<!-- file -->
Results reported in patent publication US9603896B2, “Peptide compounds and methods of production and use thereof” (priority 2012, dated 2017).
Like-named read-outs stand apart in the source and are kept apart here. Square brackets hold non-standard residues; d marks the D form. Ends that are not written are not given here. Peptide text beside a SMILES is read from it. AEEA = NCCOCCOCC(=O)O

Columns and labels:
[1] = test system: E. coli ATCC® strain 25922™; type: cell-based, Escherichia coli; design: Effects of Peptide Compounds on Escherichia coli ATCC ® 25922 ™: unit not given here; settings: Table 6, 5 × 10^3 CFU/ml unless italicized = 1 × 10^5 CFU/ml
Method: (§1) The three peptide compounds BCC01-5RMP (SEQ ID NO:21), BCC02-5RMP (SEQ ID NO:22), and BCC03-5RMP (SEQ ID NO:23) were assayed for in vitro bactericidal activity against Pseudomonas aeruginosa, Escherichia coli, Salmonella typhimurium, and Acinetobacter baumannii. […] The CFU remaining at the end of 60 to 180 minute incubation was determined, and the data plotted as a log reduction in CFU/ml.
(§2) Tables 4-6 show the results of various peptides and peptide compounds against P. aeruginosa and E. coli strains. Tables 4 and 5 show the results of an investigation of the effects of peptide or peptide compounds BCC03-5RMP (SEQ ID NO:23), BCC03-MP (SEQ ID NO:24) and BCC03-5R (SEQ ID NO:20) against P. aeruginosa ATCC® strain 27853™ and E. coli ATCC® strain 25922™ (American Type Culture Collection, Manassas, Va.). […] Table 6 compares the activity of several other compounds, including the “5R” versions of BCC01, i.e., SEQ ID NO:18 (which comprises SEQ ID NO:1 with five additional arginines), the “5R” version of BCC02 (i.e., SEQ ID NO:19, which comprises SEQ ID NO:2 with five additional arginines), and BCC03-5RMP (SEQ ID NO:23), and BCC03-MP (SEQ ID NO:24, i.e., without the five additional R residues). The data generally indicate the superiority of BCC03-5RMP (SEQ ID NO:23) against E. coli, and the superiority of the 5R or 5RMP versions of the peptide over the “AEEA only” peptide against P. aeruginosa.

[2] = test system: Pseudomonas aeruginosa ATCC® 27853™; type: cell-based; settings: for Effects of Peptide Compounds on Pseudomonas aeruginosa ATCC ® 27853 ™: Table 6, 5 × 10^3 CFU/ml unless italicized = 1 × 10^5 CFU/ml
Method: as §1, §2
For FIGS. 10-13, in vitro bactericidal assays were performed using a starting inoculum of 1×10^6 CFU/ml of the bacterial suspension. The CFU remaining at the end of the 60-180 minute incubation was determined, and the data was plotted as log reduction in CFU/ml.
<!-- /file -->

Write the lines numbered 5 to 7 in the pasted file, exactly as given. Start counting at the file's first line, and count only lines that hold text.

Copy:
Method: (§1) The three peptide compounds BCC01-5RMP (SEQ ID NO:21), BCC02-5RMP (SEQ ID NO:22), and BCC03-5RMP (SEQ ID NO:23) were assayed for in vitro bactericidal activity against Pseudomonas aeruginosa, Escherichia coli, Salmonella typhimurium, and Acinetobacter baumannii. […] The CFU remaining at the end of 60 to 180 minute incubation was determined, and the data plotted as a log reduction in CFU/ml.
(§2) Tables 4-6 show the results of various peptides and peptide compounds against P. aeruginosa and E. coli strains. Tables 4 and 5 show the results of an investigation of the effects of peptide or peptide compounds BCC03-5RMP (SEQ ID NO:23), BCC03-MP (SEQ ID NO:24) and BCC03-5R (SEQ ID NO:20) against P. aeruginosa ATCC® strain 27853™ and E. coli ATCC® strain 25922™ (American Type Culture Collection, Manassas, Va.). […] Table 6 compares the activity of several other compounds, including the “5R” versions of BCC01, i.e., SEQ ID NO:18 (which comprises SEQ ID NO:1 with five additional arginines), the “5R” version of BCC02 (i.e., SEQ ID NO:19, which comprises SEQ ID NO:2 with five additional arginines), and BCC03-5RMP (SEQ ID NO:23), and BCC03-MP (SEQ ID NO:24, i.e., without the five additional R residues). The data generally indicate the superiority of BCC03-5RMP (SEQ ID NO:23) against E. coli, and the superiority of the 5R or 5RMP versions of the peptide over the “AEEA only” peptide against P. aeruginosa.

[2] = test system: Pseudomonas aeruginosa ATCC® 27853™; type: cell-based; settings: for Effects of Peptide Compounds on Pseudomonas aeruginosa ATCC ® 27853 ™: Table 6, 5 × 10^3 CFU/ml unless italicized = 1 × 10^5 CFU/ml